About the Glendowie Historic Homestead
This beautifully located homestead serves as a splendid venue in a peaceful location for residential study weekends and weeks as well as events throughout the year.
*This is a retreat centre only and we cannot offer courses from this location.
One of Auckland’s stately homes; 268 West Tamaki Rd was purchased by the School in 1989. Since then a series of owners have lovingly looked after the Glendowie Building. Students now use Glendowie for regular weekly meetings and also serves as a splendid venue for residential study weekends, study weeks and events throughout the year.
Including basement and attic sections the house is over 1250 sq m on four levels. Glendowie boasts 20 bedrooms, a library, a self-contained flat, large drawing room, four meeting rooms and a spacious conservatory. The grounds are 1.6 hectares of lawn and garden and contain two cottages with an accommodation annex. When students step outside they are surrounded by spectacular views over Half Moon Bay, Tamaki Estuary and Brown’s Island.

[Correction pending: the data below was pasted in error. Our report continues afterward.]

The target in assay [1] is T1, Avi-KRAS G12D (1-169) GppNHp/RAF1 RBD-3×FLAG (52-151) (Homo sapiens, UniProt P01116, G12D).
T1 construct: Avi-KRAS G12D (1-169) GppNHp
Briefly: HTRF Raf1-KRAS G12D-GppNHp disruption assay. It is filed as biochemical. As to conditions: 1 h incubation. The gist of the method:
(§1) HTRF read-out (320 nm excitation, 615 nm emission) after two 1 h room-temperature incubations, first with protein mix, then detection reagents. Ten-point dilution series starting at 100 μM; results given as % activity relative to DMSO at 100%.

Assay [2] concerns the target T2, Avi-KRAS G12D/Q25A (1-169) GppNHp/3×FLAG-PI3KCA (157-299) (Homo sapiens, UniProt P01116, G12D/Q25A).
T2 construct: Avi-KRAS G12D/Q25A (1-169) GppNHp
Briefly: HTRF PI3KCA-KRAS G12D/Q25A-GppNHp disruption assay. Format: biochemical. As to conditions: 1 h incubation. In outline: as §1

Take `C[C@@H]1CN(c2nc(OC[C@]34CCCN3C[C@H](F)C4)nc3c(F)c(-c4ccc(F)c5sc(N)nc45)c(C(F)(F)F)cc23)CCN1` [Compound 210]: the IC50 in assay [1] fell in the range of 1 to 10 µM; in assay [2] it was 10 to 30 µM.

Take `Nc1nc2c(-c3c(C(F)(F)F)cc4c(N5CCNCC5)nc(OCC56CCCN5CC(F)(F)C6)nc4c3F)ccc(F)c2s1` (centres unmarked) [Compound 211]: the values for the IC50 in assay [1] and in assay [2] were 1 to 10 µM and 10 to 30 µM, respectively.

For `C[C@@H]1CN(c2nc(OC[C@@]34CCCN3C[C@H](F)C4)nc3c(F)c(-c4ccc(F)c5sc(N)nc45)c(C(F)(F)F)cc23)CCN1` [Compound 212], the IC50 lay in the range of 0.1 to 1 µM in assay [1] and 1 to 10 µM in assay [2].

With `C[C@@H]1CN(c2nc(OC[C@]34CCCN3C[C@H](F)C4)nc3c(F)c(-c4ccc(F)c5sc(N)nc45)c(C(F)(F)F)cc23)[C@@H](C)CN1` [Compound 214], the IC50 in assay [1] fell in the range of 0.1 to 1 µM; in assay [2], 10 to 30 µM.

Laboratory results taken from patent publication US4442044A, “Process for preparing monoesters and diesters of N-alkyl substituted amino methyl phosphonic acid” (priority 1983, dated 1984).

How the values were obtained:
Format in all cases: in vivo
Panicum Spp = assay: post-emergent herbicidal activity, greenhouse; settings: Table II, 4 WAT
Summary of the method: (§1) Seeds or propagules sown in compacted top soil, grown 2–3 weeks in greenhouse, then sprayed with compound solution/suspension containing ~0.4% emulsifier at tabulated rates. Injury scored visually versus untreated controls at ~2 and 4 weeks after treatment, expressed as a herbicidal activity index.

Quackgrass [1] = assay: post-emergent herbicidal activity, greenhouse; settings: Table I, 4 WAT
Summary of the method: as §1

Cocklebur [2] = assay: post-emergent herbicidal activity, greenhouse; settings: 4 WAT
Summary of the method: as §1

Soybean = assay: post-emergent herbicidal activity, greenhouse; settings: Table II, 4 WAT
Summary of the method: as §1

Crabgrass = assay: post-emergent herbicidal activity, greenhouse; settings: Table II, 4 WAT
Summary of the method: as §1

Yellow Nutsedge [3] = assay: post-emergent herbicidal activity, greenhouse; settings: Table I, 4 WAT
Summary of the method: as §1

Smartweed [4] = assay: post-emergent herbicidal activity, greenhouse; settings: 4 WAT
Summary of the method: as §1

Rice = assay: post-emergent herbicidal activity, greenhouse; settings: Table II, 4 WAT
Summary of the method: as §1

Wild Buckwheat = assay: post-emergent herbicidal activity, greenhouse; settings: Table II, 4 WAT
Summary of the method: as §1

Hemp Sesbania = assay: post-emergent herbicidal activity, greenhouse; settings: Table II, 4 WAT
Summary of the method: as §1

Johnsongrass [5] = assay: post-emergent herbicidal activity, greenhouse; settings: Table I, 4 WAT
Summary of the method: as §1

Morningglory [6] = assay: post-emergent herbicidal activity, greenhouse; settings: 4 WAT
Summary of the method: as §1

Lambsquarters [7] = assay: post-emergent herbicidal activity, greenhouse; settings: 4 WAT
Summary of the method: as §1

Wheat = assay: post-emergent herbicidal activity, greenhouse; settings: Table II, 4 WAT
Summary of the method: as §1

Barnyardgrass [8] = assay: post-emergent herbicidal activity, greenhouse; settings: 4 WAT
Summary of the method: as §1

- Chilwell and Trevithick, Auckland architectural firm, designed the original house and built it in American colonial style for Sir Kenneth Myers in 1936.
- Between 1939 and 1945 the house served as a rest home for officers of the US military.
- Sir Robert Kerridge purchased Glendowie in 1946.
- In 1953 the house sold again, this time to an American Catholic Order, the Sisters of the Cenacle who used it as a venue for retreats.
The Sisters of the Cenacle added the East wing in 1964. This extended the number of meeting rooms on the ground floor and bedrooms on the first floor.
- In 1987, after 34 years of ownership, Williams Property Ltd bought the house for refurbishment and conversion into a resthome.
Becoming the School
The Smart Group, the main shareholders of Willams, encountered financial difficulties in 1989 and were forced to sell the property.
Thus, the house came into the possession of the School of Philosophy and we are now the 5th and second longest owners.
Chilwell and Trevithick reviewed the original house in Vol 1 of Building Today (1937).